In the post-truth era where fake news reigns supreme and headlines are all people read these days, here’s some clarification: No, Mustafa Centre is not closing down come Feb. 1, 2017.
Murmurings of Mustafa Centre’s impending closure made the rounds online after it was reported by Today on Jan. 10, 2017, that some parts of the mall was winding up its business, which was also accompanied with a photo essay:
The article said:
By next month, Singapore’s biggest 24-hour mall, Mustafa, will shut its 65,000sqf Serangoon Plaza store, reducing its total retail space by a quarter, due to redevelopment work on the site.
For the past three decades, retailer Mohamed Mustafa & Samsuddin (MMS) has been leasing space at the plaza in addition to the adjacent Mustafa Centre — which the company owns — on Syed Alwi Road.
Sold in an en bloc deal in November 2013, Serangoon Plaza is slated for demolition next month, before the site is redeveloped into the 19-storey Centrium Square, a mixed-use complex consisting of offices, medical suites and retail stores.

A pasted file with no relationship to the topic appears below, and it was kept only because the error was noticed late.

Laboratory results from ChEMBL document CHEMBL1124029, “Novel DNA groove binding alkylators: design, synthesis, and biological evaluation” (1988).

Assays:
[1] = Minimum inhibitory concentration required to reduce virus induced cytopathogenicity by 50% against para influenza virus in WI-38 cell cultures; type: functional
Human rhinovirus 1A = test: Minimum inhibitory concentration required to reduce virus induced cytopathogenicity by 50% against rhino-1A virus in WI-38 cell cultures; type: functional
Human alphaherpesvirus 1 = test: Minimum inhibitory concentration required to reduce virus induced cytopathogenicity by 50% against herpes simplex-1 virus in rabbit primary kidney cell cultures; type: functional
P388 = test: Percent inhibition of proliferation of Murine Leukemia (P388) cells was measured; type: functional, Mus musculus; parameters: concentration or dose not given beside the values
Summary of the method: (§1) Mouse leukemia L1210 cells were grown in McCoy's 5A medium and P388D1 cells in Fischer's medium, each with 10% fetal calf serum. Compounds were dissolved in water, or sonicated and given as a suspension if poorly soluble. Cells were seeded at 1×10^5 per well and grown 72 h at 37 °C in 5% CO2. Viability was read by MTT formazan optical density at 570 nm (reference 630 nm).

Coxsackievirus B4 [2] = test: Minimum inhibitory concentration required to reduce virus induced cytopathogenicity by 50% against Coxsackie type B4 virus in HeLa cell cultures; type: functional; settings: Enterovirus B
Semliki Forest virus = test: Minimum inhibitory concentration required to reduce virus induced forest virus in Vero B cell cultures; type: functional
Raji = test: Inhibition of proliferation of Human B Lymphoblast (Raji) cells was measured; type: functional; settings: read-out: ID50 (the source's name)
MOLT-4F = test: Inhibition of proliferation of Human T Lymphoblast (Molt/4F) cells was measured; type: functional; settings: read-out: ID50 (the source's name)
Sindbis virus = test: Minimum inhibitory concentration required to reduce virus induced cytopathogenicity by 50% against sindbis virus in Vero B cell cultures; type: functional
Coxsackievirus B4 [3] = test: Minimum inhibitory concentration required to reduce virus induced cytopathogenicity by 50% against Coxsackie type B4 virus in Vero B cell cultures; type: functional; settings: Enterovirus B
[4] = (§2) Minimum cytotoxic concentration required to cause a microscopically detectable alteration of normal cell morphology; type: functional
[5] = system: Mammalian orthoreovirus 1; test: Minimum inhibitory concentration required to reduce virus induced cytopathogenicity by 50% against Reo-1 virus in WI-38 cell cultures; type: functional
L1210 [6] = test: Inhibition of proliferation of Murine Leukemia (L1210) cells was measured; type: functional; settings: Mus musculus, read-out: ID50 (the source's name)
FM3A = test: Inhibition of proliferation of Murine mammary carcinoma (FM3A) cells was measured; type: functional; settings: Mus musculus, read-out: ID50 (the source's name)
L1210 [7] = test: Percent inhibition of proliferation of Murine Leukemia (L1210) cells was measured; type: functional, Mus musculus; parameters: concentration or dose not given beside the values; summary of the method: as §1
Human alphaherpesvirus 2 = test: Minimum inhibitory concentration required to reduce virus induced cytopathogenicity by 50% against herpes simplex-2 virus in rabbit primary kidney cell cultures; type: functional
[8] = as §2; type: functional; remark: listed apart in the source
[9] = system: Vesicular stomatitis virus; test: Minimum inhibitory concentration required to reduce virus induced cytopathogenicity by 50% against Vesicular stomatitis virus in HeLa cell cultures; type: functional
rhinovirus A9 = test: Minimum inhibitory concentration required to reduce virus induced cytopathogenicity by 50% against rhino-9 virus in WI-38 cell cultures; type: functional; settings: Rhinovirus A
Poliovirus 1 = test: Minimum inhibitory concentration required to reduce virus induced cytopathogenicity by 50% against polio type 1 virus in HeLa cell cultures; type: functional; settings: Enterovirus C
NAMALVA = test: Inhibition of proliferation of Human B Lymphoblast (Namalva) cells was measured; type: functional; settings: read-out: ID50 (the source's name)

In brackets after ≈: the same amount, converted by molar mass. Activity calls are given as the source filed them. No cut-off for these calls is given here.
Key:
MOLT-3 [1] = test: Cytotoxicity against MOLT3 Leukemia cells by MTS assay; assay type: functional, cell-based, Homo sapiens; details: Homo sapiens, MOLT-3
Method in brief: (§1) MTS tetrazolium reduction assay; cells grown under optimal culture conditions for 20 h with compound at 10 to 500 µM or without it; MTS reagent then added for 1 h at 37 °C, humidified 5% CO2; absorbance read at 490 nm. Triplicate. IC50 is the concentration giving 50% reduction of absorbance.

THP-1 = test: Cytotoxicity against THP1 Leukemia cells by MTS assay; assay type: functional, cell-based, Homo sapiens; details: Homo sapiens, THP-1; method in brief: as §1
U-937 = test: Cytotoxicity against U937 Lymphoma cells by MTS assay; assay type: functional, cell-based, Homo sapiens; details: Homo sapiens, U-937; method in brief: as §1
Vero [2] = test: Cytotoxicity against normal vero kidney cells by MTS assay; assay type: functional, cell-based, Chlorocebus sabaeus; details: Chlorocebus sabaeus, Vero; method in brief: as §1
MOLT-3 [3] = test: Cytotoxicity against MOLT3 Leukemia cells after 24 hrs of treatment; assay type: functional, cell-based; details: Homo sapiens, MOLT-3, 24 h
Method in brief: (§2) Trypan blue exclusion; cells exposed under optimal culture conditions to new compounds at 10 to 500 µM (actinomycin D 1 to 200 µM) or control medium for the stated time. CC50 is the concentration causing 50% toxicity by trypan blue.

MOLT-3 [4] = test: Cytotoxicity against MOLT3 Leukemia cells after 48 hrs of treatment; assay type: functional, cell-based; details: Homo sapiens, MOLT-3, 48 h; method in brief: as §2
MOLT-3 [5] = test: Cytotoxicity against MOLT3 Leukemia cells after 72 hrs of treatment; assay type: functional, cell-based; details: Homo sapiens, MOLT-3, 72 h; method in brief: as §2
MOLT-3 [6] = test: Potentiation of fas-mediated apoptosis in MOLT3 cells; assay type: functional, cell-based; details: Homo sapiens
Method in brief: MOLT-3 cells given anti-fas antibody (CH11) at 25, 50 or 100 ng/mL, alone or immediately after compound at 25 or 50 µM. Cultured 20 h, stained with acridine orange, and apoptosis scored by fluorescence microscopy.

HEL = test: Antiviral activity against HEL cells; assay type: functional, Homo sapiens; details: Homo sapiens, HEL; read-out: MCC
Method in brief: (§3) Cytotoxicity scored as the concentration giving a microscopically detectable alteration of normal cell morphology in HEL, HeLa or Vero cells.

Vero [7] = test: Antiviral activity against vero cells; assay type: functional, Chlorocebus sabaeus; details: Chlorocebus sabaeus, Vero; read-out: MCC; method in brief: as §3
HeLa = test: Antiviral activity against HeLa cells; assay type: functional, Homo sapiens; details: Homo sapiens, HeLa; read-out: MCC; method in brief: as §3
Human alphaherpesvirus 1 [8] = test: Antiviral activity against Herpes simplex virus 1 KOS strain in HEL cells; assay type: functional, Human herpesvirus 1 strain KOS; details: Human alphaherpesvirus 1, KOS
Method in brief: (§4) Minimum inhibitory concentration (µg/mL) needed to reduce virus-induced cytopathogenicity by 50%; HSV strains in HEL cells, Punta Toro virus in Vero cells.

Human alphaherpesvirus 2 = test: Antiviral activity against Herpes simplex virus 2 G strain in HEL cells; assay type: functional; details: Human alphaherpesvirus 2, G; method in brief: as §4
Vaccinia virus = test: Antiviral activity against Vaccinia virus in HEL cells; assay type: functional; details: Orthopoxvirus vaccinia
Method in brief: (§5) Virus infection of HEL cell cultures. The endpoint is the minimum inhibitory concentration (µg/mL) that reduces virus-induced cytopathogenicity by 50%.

Occupying three floors and about 70 per cent of the total retail space, Mustafa is the largest tenant at the plaza.
The confusion most likely stems from the fact that most people, who are not Mustafa Centre fanatics, are unaware that the mall’s entire real estate takes up multiple buildings.
The 65,000sqf Serangoon Plaza store, which is facing Serangoon Road, is but one building.
Mustafa Centre, a retailer also known as Mohamed Mustafa & Samsuddin (MMS), has a total retail space of more than 200,000 sqf.
The closure of Serangoon Plaza means that all the merchandise there will be moved to the rest of the available space.
The fate of Serangoon Plaza was actually not known until fairly recently. The plaza was fully bought by Feature Development in a S$400 million en bloc deal about three years ago.
It was then decided that it will be demolished immediately after it is vacated by all tenants early February.
Construction for the new complex is expected to be completed in 2019.
Mustafa has been a tenant at Serangoon Plaza since the mid-1980s.
It gradually expanded its retail space in the building to offer money exchange services, selling gold and jewellery, clothes, cosmetics and shoes.
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